Binary xor

This is a discussion on Binary xor within the C++ Programming forums, part of the General Programming Boards category; I need to do something similar to this: string s = "pqr"; s[0] = (char)(s[0] ^ 0xF3); s[0] has value ...

  1. #1
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    Binary xor

    I need to do something similar to this:

    string s = "pqr";
    s[0] = (char)(s[0] ^ 0xF3);

    s[0] has value 0x70 from the begining and I want the result to be 0x83 after running the code. But I get it to be 0xFFFFFF83 instead... Why's that? And more importantly, how do I get rid of it so I only get 0x83? Casting it into a char I think should force it down to one byte, but I can't get it to work...

  2. #2
    Guest Sebastiani's Avatar
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    0xFFFFFF83 is a 4-byte number - the char is probably being promoted to a larger data-type in the output routine. post the code you are using to print it with.
    Code:
    if( numeric_limits< byte >::digits != bits_per_byte )
        error( "program requires bits_per_byte-bit bytes" );
    24bbs.cpp

  3. #3
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    string s = "pqr";
    printf("%X %X %X \n",s[0],s[1],s[2]);
    s[0] = (char)(PWD[0] ^ 0xF3);
    printf("%X %X %X \n",s[0],s[1],s[2]);

    Like that!

  4. #4
    Guest Sebastiani's Avatar
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    the %X specifier expects a 4-byte variable to be passed on the stack...try something like this:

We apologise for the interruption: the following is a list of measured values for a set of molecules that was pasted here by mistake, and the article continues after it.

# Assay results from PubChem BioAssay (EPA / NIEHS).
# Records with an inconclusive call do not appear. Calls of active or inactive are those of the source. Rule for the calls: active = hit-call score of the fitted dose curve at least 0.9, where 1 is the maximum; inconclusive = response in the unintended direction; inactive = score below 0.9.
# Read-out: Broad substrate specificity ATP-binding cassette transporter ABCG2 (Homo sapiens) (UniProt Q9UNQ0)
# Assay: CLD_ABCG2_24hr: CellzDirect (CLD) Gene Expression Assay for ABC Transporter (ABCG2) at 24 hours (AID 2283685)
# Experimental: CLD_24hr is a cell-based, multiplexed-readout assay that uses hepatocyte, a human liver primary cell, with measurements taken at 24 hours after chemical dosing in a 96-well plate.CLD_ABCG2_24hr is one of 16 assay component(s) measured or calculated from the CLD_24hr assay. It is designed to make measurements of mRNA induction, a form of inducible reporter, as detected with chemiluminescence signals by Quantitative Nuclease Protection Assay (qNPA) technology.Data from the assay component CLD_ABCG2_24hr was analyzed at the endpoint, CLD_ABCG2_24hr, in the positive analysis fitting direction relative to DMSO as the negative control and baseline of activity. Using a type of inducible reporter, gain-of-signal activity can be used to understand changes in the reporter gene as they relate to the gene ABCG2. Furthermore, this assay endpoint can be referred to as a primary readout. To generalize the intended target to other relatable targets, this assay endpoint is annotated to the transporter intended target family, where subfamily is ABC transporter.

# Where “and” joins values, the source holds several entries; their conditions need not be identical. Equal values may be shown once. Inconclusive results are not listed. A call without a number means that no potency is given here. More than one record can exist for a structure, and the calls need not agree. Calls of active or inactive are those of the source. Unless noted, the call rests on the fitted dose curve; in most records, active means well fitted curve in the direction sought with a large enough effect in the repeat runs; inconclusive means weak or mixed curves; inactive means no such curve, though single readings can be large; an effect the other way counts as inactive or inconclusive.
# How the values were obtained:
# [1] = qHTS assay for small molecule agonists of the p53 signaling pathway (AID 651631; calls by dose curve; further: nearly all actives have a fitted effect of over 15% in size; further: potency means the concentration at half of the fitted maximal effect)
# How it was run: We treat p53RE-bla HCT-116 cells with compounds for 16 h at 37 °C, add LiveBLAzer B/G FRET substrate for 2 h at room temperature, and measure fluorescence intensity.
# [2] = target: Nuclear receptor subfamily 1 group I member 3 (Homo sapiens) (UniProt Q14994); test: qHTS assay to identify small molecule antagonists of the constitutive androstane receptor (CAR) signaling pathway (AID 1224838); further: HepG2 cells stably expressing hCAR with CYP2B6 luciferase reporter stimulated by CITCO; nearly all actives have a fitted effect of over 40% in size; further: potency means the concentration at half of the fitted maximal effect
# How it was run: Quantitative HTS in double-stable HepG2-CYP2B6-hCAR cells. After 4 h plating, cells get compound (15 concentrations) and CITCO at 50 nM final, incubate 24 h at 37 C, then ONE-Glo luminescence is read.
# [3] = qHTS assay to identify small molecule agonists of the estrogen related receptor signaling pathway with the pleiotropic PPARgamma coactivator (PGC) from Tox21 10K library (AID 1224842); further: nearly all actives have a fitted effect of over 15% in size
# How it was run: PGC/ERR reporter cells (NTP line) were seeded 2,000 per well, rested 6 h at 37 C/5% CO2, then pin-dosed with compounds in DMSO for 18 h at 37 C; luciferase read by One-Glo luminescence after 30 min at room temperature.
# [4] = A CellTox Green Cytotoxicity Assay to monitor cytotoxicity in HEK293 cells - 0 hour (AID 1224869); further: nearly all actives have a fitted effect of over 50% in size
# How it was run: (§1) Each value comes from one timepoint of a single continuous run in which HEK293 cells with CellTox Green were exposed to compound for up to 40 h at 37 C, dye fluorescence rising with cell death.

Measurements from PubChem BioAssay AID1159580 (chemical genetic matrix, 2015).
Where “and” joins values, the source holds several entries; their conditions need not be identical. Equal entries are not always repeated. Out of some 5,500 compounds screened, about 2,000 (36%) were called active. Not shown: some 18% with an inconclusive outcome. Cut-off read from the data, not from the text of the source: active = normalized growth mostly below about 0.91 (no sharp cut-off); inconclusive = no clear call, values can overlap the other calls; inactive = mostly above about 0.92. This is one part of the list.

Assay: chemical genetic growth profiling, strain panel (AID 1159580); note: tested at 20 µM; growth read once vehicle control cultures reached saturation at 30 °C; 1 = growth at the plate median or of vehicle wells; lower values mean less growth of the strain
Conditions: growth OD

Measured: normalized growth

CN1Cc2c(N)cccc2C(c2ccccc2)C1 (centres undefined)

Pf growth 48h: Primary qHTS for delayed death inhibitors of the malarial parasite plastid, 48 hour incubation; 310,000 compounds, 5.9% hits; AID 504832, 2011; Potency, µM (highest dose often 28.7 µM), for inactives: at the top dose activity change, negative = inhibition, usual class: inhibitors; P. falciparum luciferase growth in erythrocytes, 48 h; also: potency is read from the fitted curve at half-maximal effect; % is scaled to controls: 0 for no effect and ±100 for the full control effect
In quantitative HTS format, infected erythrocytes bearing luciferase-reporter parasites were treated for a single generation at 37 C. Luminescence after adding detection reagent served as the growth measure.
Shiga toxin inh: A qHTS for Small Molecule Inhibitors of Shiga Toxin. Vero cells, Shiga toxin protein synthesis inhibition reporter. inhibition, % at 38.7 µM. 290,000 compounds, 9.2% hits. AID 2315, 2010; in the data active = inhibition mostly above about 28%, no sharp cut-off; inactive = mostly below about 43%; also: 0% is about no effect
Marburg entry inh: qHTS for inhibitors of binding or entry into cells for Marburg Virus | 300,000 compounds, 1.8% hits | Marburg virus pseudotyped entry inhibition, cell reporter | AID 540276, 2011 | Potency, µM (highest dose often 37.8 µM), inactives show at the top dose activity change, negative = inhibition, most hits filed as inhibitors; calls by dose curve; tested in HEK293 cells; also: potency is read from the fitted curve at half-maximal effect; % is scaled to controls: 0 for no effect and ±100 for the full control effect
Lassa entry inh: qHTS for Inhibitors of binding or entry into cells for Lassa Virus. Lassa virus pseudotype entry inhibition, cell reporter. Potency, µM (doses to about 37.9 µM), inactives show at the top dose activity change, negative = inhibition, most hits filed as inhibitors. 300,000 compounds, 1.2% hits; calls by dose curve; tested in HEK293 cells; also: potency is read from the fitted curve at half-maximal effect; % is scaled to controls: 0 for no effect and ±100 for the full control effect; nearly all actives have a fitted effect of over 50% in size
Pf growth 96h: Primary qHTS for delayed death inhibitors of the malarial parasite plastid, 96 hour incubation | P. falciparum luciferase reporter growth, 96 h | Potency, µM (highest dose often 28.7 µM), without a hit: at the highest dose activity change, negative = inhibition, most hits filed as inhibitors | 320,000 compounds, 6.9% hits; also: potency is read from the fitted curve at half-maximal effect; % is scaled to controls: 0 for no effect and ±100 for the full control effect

Code:
    printf("%X %X %X \n", (unsigned int)((unsigned char)s[0]),(unsigned int)((unsigned char)s[1]),(unsigned int)((unsigned char)s[2]));
    Code:
    if( numeric_limits< byte >::digits != bits_per_byte )
        error( "program requires bits_per_byte-bit bytes" );
    24bbs.cpp

  5. #5
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    Yes, that worked... But my main concern is that the string s will be in the right format, meaning only 0x83. And how come it printed it out correctly before I did the xor?

  6. #6
    Guest Sebastiani's Avatar
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    it probably has something to do with the fact that 0x83 interferes with the char's sign bit, causing the compiler to convert the extra bytes pushed onto the stack into twos-complement form (think it was supposed to be a negative number). the result was the corrupt data output.
    Code:
    if( numeric_limits< byte >::digits != bits_per_byte )
        error( "program requires bits_per_byte-bit bytes" );
    24bbs.cpp

  7. #7
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    Cast as unsigned char

    Quote Originally Posted by gaah
    Yes, that worked... But my main concern is that the string s will be in the right format, meaning only 0x83. And how come it printed it out correctly before I did the xor?
    Your char value is defaulted as signed char without the modifier, it is also treated as signed char on operation that most significant bits are set to 0Fh to denote a negative number. Try doing operations on unsigned char or cast as unsigned char when printing.

  8. #8
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    But I have it in a string. Can I have unsigned chars in a string?

  9. #9
    VA National Guard The Brain's Avatar
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    yes.
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  10. #10
    ATH0 quzah's Avatar
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    You mean "no". If they're using an array of char, and not implicitly stating that it's unsigned, then no, they can't. Not guarinteed anyway. Some implementations may have char signed by default. In short, if you mean unsigned, then say so.

    [edit] Hm.. I see the origional post uses the string class. I was thinking in C mode. Nevermind. I'm not intimately familiar with the string class. [/edit]

    Quzah.
    Hope is the first step on the road to disappointment.

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